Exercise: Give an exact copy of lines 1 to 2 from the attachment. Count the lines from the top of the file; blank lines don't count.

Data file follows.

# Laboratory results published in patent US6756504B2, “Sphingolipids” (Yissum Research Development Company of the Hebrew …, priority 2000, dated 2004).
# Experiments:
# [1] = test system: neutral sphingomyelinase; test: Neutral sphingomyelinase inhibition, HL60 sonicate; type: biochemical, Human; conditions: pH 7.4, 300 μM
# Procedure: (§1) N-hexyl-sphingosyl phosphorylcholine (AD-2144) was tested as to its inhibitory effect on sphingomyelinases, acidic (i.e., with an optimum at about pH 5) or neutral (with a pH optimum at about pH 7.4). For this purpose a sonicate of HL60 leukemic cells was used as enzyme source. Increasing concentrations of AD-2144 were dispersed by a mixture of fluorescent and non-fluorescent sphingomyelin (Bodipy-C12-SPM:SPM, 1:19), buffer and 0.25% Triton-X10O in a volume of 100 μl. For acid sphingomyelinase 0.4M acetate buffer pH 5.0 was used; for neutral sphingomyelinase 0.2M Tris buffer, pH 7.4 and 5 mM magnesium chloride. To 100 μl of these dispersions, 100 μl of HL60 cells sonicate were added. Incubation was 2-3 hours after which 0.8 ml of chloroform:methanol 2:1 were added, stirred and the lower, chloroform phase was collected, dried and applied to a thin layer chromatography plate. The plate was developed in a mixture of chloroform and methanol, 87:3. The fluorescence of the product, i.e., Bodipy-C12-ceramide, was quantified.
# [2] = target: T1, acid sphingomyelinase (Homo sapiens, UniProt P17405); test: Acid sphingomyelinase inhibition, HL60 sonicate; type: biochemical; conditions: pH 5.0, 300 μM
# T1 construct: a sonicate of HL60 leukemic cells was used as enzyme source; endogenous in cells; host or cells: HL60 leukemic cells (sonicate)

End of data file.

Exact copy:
# Laboratory results published in patent US6756504B2, “Sphingolipids” (Yissum Research Development Company of the Hebrew …, priority 2000, dated 2004).
# Experiments: